Health/Gut Connection Helps Digestion

Slow, nourishing breathing practices are beneficial for gut health to activate the relaxation response in the body, which in turn promotes improved digestion and overall gut function. When we engage in deep breathing exercises, such as diaphragmatic breathing or belly breathing, it activates the parasympathetic nervous system, also known as the “rest and digest” system. “The digestive system is often the first organ system to be affected by stress because of the constant communication that occurs between the brain and the gut (referred to as the brain-gut axis), and research has shown that chronic stress can be a contributor to digestive disorders such as irritable bowel syndrome or chronic heartburn. The stress response can cause the muscles of the gut to slow down or spasm and can affect how the brain interprets pain signals from the gut. The good news is, you can learn to control your stress response through behavioral strategies, such as deep breathing.” Sarah Kinsinger, PhD.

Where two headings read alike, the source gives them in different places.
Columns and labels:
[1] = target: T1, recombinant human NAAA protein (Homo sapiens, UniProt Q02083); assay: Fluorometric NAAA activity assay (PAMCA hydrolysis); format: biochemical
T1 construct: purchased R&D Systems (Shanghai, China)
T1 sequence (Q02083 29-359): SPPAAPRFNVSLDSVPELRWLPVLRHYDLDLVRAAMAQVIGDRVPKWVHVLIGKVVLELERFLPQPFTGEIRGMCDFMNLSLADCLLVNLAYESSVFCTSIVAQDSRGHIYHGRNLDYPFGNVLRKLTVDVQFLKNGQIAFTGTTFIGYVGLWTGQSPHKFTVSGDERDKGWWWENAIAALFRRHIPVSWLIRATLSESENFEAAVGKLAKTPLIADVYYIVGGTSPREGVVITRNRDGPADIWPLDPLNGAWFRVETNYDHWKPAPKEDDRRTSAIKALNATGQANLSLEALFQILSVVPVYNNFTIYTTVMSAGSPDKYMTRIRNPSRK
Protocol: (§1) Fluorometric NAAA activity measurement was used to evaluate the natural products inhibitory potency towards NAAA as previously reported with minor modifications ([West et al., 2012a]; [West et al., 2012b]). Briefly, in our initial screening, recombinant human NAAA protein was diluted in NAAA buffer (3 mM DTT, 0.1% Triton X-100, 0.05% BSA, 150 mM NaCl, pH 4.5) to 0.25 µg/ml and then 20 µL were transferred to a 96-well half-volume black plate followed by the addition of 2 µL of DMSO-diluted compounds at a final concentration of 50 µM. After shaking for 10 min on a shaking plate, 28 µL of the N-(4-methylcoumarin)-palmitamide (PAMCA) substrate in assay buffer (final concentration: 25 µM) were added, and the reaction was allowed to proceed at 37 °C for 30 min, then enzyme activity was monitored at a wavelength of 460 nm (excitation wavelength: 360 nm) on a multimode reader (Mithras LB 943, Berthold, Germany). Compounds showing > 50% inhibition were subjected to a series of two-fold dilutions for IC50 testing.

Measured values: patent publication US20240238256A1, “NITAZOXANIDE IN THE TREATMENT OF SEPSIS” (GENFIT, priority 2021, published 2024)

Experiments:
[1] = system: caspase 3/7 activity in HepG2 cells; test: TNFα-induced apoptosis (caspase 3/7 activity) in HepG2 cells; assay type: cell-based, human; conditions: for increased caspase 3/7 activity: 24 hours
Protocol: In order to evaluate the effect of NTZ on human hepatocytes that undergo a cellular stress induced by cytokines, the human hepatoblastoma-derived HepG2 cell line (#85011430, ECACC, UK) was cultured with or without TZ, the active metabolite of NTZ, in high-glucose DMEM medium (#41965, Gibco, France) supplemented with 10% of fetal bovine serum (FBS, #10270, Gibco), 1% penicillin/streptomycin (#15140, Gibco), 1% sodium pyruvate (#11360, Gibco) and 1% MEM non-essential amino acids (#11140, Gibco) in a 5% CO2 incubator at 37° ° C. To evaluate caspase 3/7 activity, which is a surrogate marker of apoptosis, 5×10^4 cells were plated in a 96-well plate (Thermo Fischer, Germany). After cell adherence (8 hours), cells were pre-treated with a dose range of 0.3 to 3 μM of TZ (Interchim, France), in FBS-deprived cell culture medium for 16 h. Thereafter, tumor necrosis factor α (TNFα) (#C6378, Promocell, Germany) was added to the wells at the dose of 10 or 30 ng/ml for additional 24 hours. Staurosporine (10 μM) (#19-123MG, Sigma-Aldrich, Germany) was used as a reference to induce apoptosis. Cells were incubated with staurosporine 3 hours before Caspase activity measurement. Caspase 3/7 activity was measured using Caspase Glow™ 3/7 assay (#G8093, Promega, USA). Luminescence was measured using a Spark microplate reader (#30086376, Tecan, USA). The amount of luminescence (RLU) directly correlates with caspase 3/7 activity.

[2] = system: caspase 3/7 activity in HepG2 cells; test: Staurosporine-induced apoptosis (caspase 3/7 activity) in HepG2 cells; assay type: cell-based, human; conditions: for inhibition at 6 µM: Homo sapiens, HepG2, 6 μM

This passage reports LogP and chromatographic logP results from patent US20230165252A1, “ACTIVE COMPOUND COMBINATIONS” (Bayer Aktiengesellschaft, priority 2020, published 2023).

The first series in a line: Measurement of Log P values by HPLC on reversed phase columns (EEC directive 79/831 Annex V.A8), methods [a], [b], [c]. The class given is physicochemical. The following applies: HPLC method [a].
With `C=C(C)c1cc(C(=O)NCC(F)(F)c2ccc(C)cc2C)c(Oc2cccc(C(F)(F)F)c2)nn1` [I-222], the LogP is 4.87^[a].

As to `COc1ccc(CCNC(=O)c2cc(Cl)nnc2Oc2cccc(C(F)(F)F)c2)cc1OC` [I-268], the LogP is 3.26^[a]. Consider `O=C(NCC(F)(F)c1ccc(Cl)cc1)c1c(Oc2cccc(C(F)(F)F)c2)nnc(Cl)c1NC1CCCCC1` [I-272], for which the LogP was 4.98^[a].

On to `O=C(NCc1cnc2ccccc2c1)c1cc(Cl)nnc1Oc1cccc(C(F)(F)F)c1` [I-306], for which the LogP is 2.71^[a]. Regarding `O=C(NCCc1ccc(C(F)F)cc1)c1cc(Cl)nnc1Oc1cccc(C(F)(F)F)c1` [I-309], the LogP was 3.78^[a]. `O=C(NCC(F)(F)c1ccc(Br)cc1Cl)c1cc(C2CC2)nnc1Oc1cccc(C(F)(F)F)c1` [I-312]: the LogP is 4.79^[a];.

Source: “How Breathing Exercises Relieve Stress and Improve Digestive Health”